MacKillop—who during the 20th century posthumously progressed from “Servant of God” to “Venerable” to “Blessed”—became St. Mary of the Cross MacKillop 101 years after she died. The co-founder of the Sisters of St. Joseph of the Sacred Heart was born in Melbourne in 1842, the first of her Scottish parents’ eight children. She helped support her poor family before starting a small school in 1866, becoming a nun soon after.
MacKillop’s documented “miracles” occurred in 1961 and 1993, when two women recovered from cancer after praying to her (seems there was some relic cloth involved as well).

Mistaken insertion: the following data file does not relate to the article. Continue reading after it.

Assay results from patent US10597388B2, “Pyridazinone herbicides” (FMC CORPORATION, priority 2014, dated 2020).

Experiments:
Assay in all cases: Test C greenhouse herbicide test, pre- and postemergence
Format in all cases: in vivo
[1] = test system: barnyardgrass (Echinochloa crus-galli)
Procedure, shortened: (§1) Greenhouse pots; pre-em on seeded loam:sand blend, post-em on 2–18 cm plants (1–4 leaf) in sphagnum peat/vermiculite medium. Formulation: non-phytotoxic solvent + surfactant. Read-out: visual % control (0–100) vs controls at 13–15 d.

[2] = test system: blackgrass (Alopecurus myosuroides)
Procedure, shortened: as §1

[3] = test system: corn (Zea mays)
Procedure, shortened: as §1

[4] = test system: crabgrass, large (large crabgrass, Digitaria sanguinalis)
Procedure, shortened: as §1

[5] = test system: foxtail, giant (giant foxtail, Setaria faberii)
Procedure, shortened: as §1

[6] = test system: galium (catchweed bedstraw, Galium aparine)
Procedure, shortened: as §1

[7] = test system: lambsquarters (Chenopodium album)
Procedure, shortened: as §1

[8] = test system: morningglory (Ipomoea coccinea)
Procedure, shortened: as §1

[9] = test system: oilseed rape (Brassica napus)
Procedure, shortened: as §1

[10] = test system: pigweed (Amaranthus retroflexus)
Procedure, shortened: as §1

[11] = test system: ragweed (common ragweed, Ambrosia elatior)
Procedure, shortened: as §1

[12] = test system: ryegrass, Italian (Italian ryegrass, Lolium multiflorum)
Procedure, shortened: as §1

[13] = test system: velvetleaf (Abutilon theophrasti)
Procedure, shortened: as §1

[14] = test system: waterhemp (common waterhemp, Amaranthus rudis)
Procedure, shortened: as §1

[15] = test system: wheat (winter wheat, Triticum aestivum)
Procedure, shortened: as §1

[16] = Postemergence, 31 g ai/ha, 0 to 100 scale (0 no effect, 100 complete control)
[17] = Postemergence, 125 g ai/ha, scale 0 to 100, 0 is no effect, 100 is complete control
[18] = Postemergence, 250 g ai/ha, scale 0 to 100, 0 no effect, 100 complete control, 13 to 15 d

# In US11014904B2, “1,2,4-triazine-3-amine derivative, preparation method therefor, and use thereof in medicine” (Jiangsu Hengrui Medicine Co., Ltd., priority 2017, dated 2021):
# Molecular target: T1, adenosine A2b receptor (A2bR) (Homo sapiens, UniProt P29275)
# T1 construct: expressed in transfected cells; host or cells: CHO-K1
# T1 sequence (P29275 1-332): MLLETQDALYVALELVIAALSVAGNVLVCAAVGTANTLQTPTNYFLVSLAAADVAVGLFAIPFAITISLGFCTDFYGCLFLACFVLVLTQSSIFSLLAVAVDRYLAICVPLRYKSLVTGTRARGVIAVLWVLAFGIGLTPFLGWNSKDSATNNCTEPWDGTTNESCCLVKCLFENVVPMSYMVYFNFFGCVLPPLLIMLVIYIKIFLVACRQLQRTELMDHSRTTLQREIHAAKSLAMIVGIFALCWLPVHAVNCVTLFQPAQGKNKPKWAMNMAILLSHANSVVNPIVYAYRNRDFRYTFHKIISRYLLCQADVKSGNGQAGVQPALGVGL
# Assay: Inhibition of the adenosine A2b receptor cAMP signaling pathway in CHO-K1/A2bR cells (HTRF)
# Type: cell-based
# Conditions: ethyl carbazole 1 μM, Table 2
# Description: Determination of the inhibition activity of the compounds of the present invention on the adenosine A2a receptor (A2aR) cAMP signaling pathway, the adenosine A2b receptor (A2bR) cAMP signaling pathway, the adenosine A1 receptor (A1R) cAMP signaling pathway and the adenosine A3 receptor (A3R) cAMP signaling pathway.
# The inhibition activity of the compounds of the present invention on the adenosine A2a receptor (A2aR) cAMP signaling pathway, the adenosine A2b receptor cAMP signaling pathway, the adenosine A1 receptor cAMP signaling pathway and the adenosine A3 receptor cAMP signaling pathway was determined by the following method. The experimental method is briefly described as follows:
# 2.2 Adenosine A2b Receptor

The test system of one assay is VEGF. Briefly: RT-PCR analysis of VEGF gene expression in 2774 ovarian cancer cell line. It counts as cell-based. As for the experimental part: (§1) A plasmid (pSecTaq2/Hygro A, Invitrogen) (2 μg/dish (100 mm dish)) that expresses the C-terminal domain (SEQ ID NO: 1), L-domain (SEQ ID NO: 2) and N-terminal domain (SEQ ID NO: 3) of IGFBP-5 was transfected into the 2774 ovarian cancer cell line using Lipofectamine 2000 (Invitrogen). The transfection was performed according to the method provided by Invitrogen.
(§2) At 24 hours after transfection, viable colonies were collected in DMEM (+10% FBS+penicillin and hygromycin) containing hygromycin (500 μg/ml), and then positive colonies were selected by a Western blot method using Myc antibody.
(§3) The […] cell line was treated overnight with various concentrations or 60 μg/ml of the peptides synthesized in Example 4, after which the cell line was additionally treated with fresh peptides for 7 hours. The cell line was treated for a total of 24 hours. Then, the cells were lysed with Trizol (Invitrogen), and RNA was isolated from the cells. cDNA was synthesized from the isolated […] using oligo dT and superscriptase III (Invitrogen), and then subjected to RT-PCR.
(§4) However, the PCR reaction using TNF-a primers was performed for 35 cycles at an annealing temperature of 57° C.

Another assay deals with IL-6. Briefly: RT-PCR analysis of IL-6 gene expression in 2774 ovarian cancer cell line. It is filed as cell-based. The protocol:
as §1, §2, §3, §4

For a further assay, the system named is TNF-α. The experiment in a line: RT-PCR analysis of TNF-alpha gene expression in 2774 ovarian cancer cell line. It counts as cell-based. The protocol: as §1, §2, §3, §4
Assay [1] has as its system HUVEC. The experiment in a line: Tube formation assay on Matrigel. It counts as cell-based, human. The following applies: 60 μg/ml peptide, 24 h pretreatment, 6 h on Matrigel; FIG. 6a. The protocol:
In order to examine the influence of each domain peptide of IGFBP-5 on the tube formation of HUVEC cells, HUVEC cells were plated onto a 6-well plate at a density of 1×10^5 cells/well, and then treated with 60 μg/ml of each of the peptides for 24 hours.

In recognizing MacKillop as a saint, Pope Benedict XVI focused on her service to the destitute in the Australian outback—“She attended to the needs of each young person entrusted to her, without regard for station or wealth, providing both intellectual and spiritual formation”—but some may look to her for her less-publicized (at least by the Vatican) role in correcting Church abuses.
Back in the 19th century, MacKillop had been excommunicated from the Church for five months. Among the reasons—if not the reason—she was excommunicated was because sisters in her order reported a priest was guilty of child sex abuse. So, some have wondered, is she the Patron Saint of Whistle-blowers or the Patron Saint of Sexual Abuse Victims?
If relics aren’t your thing, Newsfeed recommends celebrating with the commemorative stamp instead.